India awaits windfall from Iran nuclear deal

How the nuclear deal with Iran affects India
How the nuclear deal with Iran affects India

As the world readies to do business with an Iran free of sanctions, one country in particular is watching closely: India.

As a major net importer of oil, India has already benefited from the U.S.-led nuclear deal with Tehran. Oil prices have declined in recent days, driven largely by expectations of more Iranian crude hitting the market. According to India's Finance Ministry, power-hungry India saves nearly $1 billion in import costs for every dollar drop in global crude prices.

India is particularly well positioned to benefit because many of its refineries are designed to receive Iranian-grade crude, analysts said. On Wednesday, after the agreement was signed, Mumbai's Sensex closed up 1% on hopes of cheaper fuel. Shares in the Indian Oil Corporation Limited are up 5% since Tuesday.

But it's not all good news.

Since India refused to fully take part in the U.S. and EU-led sanctions on Tehran, Indian businesses have made substantial inroads in Iran, and the sanctioned country is now India's third-largest trading partner. Exports to Iran nearly doubled to $3.3 billion between 2009 and 2013, according to India's Ministry of Commerce.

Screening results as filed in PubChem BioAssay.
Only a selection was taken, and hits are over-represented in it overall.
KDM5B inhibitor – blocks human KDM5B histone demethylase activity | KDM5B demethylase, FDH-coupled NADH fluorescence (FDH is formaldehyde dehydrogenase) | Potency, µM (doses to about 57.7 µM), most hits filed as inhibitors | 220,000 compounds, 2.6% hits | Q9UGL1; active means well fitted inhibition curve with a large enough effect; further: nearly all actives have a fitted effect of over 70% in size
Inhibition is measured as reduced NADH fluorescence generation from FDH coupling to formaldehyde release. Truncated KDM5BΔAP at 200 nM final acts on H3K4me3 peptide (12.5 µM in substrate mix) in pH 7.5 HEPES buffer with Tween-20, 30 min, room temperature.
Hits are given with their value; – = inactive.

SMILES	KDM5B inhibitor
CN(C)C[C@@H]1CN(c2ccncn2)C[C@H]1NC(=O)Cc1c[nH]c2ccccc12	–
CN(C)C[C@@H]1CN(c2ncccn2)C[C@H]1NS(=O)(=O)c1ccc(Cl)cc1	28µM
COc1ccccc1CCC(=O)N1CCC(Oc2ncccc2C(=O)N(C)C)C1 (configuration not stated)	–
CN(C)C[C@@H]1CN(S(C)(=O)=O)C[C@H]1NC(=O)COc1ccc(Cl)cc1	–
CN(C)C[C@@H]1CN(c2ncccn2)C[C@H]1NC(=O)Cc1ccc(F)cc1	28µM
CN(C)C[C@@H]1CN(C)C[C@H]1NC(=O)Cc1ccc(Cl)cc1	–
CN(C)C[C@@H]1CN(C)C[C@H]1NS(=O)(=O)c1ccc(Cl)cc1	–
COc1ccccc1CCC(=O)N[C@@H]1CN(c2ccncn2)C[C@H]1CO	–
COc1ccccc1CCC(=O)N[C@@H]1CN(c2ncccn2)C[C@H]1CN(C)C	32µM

Now, Indian businesses will begin to face stiff global competition.

"The sanctions provided us market access in Iran. However, we have to be in the market based on quality and competitiveness," said S. C. Ralhan, president of the Federation of Indian Export Organizations.

"We need to revisit our strategy so as to build on the success which we received during the sanction period," he said.

Related: Inside India's most expensive market

Pankaj Bansal, a Delhi-based businessman who runs the export firm TMA International, admits that the Iran deal will bring greater international competition for his business, and a new challenge.

"I am worried, but at the same time, we are gearing up to meeting the competition," said Bansal.

Iran accounts for some 40% of TMA International's revenues.

"With the sanctions being lifted, eventually the demand for all goods in the Iranian economy, whether for consumer goods or electrical goods, will grow," said Bansal. "We will lose somewhere but we may gain somewhere else."

Related: Why India is biometrically tracking its bureaucrats

While Tehran has benefited from trade with Indian businesses, some worry that Iran will now be in a position to pick and choose profitable trades on the global market.

"Iran will show significant diplomatic strength in getting the best deal from India in terms of its business interest," said M. P. Ram Mohan, an Associate Professor at India's TERI University.

"We can expect a tough customer in Iran, but a customer we will be far more comfortable to deal with."

-- CNN's Ritika Katyal contributed reporting.

Personal Finance

LendingTree

         

CNNMoney Sponsors